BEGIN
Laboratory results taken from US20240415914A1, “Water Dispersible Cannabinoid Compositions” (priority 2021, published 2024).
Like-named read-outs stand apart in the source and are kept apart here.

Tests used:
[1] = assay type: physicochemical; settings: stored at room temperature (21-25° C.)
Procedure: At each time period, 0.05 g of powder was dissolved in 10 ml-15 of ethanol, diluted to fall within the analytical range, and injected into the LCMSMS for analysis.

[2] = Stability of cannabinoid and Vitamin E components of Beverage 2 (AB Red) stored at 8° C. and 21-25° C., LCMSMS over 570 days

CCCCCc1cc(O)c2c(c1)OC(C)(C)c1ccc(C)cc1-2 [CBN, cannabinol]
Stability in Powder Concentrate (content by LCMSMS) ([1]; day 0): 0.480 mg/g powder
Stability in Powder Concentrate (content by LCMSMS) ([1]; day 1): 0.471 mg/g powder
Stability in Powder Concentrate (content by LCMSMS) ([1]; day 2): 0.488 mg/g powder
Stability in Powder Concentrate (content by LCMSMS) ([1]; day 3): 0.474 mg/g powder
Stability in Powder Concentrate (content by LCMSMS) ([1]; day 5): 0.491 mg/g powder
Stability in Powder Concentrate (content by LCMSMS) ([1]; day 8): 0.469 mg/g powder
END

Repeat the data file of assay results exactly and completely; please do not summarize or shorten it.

Laboratory results taken from US20240415914A1, “Water Dispersible Cannabinoid Compositions” (priority 2021, published 2024).
Like-named read-outs stand apart in the source and are kept apart here.

Tests used:
[1] = assay type: physicochemical; settings: stored at room temperature (21-25° C.)
Procedure: At each time period, 0.05 g of powder was dissolved in 10 ml-15 of ethanol, diluted to fall within the analytical range, and injected into the LCMSMS for analysis.

[2] = Stability of cannabinoid and Vitamin E components of Beverage 2 (AB Red) stored at 8° C. and 21-25° C., LCMSMS over 570 days

CCCCCc1cc(O)c2c(c1)OC(C)(C)c1ccc(C)cc1-2 [CBN, cannabinol]
Stability in Powder Concentrate (content by LCMSMS) ([1]; day 0): 0.480 mg/g powder
Stability in Powder Concentrate (content by LCMSMS) ([1]; day 1): 0.471 mg/g powder
Stability in Powder Concentrate (content by LCMSMS) ([1]; day 2): 0.488 mg/g powder
Stability in Powder Concentrate (content by LCMSMS) ([1]; day 3): 0.474 mg/g powder
Stability in Powder Concentrate (content by LCMSMS) ([1]; day 5): 0.491 mg/g powder
Stability in Powder Concentrate (content by LCMSMS) ([1]; day 8): 0.469 mg/g powder